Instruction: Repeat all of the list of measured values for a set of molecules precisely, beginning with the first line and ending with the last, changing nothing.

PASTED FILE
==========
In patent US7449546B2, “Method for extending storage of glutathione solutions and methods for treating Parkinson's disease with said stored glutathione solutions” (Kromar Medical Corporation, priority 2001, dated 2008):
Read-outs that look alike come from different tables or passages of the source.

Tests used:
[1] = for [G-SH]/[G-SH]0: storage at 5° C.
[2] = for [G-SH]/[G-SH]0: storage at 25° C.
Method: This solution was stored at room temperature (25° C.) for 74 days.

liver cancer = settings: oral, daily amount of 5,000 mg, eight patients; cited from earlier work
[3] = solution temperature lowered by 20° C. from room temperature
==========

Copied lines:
In patent US7449546B2, “Method for extending storage of glutathione solutions and methods for treating Parkinson's disease with said stored glutathione solutions” (Kromar Medical Corporation, priority 2001, dated 2008):
Read-outs that look alike come from different tables or passages of the source.

Tests used:
[1] = for [G-SH]/[G-SH]0: storage at 5° C.
[2] = for [G-SH]/[G-SH]0: storage at 25° C.
Method: This solution was stored at room temperature (25° C.) for 74 days.

liver cancer = settings: oral, daily amount of 5,000 mg, eight patients; cited from earlier work
[3] = solution temperature lowered by 20° C. from room temperature